Question: in baking do you know how yeast makes cakes raise and what is yeast
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Louise Mc Grath answered on 14 Nov 2016:
Yeast are living, single-celled organisms and are found everywhere in the world around us. Varieties of yeast are found on our skin, in the air, and on the skins of fruits and vegetables.
When you are baking a cake or bread generally flour is mixed with water to form a wet dough mixture. If this was cooked as is then it would taste terrible and be really flat. In order to make the dough rise and become fluffy and tasty, other ingredients must be added. Yeast is important as it makes dough rise.
When we bake cakes we also add sugar into the dough mixture. When yeast and sugar are in the same mixture, the yeast go crazy! The reason yeast goes crazy is because yeast loves eating sugar, and gets it energy from eating sugar! When yeast eats sugar in warm, wet environments (like in your cake mixture) they start to multiply in numbers and soon hundreds of yeast cells are in the dough.
As the yeast munch away on their sugar, a process called anaerobic fermentation begins to take place. The by-products of this process are alcohol and carbon dioxide. During this time, the carbon dioxide is trapped by a series of strands of gluten in the cake mixture. This is what causes the dough to rise, or expand on the surface, leaving behind a series of air pockets in the dough. This is how the cake mixture can get fluffy.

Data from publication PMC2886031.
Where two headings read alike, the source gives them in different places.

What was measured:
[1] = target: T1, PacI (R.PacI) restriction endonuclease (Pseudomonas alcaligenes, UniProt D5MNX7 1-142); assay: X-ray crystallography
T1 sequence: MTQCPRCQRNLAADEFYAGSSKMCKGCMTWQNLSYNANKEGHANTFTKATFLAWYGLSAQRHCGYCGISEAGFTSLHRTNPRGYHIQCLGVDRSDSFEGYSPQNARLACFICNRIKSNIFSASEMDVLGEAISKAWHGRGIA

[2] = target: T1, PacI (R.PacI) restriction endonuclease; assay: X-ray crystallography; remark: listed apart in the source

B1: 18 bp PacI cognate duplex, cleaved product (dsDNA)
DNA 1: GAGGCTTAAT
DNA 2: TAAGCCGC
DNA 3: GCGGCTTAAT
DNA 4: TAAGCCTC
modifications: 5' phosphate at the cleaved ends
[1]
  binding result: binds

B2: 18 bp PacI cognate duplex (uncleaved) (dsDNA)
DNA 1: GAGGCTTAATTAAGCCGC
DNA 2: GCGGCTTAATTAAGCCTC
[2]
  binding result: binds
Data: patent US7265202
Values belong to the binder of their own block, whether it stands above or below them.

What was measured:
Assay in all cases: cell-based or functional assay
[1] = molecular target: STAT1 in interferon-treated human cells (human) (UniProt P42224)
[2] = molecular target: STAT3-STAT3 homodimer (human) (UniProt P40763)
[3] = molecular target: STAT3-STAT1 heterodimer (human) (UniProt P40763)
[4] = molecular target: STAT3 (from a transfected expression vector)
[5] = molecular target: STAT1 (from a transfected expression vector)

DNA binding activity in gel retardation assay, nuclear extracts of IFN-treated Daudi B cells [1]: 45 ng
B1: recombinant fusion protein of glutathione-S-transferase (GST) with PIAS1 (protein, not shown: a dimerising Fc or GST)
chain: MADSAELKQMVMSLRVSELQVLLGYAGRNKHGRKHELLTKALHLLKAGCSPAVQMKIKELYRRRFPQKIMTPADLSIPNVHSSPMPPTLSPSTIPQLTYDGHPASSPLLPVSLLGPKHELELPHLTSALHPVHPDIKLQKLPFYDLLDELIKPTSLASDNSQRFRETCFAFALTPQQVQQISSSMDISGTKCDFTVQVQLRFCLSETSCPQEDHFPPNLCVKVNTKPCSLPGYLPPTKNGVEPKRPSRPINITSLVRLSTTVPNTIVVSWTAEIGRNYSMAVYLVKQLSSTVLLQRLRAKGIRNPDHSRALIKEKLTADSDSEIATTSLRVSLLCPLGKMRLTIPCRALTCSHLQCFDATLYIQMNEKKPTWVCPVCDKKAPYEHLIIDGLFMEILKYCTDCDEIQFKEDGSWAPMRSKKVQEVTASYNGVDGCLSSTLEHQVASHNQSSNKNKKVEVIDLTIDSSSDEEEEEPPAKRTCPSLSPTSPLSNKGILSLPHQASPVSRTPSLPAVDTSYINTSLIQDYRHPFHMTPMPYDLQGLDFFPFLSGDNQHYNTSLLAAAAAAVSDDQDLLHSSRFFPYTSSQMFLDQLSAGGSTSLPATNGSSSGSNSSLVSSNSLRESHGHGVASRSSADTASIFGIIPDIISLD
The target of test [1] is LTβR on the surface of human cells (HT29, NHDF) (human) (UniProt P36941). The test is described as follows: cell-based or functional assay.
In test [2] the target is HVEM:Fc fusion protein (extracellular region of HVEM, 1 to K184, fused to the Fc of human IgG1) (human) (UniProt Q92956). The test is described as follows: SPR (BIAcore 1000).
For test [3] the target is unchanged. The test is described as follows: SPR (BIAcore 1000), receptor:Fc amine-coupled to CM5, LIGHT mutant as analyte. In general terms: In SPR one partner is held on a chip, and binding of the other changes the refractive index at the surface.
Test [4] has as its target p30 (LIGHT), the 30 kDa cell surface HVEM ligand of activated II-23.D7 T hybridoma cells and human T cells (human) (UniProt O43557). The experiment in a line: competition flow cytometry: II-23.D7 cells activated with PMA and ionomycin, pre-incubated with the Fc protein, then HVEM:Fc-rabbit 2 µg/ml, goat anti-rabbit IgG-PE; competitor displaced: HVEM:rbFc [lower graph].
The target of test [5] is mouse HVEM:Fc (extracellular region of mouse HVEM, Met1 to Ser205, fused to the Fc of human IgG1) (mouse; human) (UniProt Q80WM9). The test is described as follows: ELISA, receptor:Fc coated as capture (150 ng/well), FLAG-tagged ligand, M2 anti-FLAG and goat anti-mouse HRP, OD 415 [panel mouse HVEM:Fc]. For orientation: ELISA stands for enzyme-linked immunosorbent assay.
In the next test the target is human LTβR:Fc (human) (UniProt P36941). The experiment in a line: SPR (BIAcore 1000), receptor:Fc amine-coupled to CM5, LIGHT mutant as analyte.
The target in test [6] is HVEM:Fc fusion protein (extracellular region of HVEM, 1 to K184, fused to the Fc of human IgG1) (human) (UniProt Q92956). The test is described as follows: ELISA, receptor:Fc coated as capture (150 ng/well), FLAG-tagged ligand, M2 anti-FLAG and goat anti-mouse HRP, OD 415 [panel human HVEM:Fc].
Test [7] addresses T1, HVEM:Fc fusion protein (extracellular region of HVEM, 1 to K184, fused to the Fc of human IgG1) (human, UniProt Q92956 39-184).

The yeast eventually dies off, from the heat when baking, and any remaining alcohol evaporates. The air pockets left behind are what give cakes their fluffiness and size!
More information can be found here: http://www.kidsdiscover.com/teacherresources/science-of-yeast-for-kids/
A simple home experiment to show that yeast produces carbon dioxide gas (CO2) can be found here: https://www.youtube.com/watch?v=qoxY0z8ukUQ
Matthew Kitching answered on 14 Nov 2016:
Louise beat me to it 🙂
Yeast is a fungus (urrggh i know!) that can turn sugar (its food) into energy (so it can live) and gas (carbon dioxide or CO2). So when you bake bread you can use yeast to generate bubbles of gas (CO2) that make the bread fluffy.
Yeast can only do this when the temperature is just right: too cold and they don’t eat the sugar, too hot and the yeast dies. This is why when you make bread you have to leave it to “prove” in a warm place – thats when the yeast are doing their jazz and making bubbles. Needing dough stretches out all the gluten (a chemical made of protein and carbohydrate) making it able to trap the gas (so you have to make sure you need your dough well).
If you make a cake, or some bread (like soda bread) you don’t use yeast – instead you use baking or bread soda. This is a chemical that when it gets heated gives off CO2. This means it generates CO2 in the oven, and doesn’t need time to “rise” or “prove”
Hope this answers your question – let me know if you want to know more 🙂
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